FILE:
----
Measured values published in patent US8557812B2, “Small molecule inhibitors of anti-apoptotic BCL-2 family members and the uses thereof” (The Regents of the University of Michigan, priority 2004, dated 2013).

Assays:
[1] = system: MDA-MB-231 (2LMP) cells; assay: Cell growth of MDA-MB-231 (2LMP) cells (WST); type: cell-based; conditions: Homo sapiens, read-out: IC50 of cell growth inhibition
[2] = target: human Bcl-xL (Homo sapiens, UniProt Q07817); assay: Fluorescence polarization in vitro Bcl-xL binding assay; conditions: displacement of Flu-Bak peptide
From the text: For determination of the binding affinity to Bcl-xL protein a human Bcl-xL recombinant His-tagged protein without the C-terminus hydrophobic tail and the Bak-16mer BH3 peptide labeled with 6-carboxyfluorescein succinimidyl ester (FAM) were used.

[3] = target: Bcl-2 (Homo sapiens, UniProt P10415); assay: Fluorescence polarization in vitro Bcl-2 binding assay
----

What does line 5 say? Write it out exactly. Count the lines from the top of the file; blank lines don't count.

From the text: For determination of the binding affinity to Bcl-xL protein a human Bcl-xL recombinant His-tagged protein without the C-terminus hydrophobic tail and the Bak-16mer BH3 peptide labeled with 6-carboxyfluorescein succinimidyl ester (FAM) were used.